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South Highest for Hazards Linked to Fatigue At Work

Close to half of American workers report not getting enough sleep at night. (osha.gov)
Close to half of American workers report not getting enough sleep at night. (osha.gov)
July 31, 2017

TALLAHASSEE, Fla. – How many times a week do you say you're tired?

For some, it's actually causing problems in their lives and on the job.

A new report by the National Safety Council finds more than half of American workers feel less productive because they're too tired, and 4 in 10 have trouble focusing and remembering things.

Sure to make the boss unhappy: 27 percent nod off while on the job, and more disturbingly, 16 percent have fallen asleep on the road.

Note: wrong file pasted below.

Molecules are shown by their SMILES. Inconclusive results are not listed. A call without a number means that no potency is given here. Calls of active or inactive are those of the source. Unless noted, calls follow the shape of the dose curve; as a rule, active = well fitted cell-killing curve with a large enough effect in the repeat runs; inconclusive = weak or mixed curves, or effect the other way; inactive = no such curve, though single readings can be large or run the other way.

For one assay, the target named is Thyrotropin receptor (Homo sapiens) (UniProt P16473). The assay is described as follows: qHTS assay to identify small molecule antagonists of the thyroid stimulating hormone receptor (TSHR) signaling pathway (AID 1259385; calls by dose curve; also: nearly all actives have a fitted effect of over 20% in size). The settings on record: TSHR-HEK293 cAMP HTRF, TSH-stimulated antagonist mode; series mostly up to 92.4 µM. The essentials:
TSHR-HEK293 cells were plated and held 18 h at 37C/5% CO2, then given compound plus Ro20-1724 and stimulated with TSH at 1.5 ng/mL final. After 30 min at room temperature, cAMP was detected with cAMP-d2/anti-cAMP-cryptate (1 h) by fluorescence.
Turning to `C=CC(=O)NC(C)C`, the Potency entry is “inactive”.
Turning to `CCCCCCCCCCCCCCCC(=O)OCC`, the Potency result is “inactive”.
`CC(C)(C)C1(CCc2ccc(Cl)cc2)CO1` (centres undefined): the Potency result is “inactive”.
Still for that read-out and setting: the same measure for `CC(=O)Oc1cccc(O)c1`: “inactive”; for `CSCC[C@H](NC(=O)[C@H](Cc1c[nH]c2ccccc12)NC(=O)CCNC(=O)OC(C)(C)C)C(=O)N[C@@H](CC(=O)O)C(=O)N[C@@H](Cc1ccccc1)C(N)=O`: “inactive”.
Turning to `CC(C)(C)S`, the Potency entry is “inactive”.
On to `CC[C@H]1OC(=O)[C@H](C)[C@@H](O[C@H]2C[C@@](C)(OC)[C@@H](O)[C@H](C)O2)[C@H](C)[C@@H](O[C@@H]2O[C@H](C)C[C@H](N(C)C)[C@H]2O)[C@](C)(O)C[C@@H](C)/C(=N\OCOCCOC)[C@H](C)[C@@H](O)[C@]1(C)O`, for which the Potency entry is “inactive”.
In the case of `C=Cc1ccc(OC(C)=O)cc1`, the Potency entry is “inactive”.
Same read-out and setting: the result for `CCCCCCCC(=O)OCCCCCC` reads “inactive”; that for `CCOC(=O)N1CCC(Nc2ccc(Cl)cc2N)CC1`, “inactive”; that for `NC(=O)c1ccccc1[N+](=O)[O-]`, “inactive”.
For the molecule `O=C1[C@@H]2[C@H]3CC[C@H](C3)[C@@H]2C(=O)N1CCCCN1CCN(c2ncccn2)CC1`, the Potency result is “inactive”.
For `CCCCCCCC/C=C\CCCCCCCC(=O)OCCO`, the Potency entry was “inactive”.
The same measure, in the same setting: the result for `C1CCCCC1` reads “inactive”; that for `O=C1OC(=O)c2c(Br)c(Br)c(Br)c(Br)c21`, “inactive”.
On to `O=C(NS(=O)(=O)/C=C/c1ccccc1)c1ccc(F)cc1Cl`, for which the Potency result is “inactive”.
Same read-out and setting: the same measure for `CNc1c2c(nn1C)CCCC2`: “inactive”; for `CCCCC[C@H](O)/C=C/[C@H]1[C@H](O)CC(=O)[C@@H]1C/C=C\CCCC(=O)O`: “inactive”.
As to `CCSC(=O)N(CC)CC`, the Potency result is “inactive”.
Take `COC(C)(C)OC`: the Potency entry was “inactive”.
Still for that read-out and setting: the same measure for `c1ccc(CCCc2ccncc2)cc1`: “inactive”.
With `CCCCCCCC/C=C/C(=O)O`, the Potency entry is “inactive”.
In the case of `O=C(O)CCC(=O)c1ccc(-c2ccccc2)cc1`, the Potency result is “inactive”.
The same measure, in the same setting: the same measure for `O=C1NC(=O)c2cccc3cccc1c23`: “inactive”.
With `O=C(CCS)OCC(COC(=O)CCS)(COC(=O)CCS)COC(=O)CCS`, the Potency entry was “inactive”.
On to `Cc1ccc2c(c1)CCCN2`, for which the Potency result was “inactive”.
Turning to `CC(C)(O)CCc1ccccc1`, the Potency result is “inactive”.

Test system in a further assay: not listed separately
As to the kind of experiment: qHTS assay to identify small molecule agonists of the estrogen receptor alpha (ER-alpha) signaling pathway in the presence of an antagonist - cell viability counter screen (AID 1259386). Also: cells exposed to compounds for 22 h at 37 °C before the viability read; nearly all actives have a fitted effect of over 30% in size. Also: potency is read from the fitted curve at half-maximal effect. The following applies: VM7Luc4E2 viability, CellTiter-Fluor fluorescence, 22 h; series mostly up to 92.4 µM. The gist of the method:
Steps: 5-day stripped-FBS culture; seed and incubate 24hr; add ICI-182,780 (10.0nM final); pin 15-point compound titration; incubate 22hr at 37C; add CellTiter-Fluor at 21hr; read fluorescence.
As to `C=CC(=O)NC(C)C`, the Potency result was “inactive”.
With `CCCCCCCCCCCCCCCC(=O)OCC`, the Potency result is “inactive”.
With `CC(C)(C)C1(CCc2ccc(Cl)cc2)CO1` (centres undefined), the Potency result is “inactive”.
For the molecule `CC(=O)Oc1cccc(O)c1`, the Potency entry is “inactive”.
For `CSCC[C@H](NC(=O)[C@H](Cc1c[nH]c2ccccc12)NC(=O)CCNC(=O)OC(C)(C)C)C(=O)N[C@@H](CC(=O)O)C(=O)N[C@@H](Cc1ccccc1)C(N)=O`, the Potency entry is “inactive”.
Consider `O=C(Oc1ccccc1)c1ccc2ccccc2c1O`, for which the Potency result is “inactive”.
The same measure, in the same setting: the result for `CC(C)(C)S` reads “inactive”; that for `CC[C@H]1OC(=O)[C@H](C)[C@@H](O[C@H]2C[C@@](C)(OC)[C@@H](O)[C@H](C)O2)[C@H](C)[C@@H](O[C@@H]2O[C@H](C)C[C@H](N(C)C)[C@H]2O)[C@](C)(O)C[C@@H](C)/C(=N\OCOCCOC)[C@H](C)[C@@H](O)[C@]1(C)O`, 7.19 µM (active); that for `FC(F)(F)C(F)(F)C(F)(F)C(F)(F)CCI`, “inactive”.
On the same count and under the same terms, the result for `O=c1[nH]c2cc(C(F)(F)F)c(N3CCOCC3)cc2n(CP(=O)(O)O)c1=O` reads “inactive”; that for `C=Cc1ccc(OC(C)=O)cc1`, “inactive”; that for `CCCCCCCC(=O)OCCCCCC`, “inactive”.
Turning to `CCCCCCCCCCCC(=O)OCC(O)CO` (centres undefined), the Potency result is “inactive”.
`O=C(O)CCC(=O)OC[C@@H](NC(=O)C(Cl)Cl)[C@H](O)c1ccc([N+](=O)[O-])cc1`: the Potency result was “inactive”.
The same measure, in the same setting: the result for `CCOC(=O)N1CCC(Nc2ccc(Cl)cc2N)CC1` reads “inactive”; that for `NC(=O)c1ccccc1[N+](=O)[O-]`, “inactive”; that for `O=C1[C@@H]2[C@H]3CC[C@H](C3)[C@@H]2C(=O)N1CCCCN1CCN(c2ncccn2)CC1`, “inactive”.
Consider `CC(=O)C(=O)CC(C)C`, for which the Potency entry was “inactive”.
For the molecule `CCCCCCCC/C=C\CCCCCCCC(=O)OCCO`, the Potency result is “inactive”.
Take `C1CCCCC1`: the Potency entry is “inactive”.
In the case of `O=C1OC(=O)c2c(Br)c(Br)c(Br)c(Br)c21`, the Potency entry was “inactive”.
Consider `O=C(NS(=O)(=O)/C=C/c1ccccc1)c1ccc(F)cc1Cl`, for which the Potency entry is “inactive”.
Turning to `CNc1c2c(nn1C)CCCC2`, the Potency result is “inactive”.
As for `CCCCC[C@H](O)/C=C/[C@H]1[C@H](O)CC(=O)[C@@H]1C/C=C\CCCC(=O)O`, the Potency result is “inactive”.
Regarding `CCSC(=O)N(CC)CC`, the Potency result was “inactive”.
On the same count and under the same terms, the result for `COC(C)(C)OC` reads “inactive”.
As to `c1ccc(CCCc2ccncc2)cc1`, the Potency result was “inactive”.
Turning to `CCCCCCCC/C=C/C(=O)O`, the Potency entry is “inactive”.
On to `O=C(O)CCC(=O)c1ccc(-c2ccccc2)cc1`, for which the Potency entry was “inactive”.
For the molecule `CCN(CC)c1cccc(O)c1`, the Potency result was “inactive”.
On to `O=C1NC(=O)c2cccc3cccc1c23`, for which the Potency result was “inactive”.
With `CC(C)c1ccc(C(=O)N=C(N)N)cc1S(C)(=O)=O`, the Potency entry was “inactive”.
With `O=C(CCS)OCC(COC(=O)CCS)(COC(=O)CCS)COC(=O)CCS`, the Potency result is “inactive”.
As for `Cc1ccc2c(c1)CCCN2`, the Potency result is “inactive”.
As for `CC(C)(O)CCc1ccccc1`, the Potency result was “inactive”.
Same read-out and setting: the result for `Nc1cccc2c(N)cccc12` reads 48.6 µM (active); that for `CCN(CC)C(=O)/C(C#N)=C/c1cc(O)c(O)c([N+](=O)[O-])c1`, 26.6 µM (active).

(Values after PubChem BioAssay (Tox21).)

Report author Emily Whitcomb says the report should serve as a wake-up call.

"Forty-three percent of the workers were not getting enough sleep every day,” she points out. “That's almost half of our workforce that are working impaired. It jeopardizes safety at work and on the road."

The report found people who live in southern states such as Florida report more safety risk factors because of being tired on the job, while the Midwest has the lowest.

The report looked at nine different risk factors causing fatigue, and almost all of the respondents had at least one.

Whitcomb says one problem is that many Americans are working multiple jobs in order to make ends meet.

"We actually found that in 60 percent of our survey respondents who worked multiple jobs, they were working 50 or more hours a week," she states.

Nearly 3 in 10 reported falling asleep on the job at least once in the last month. Those most at risk work the night shift, long shifts or irregular shifts.

Whitcomb says fatigued worker productivity costs employers $1,200 to $3,100 per employee annually.


Veronica Carter, Public News Service - FL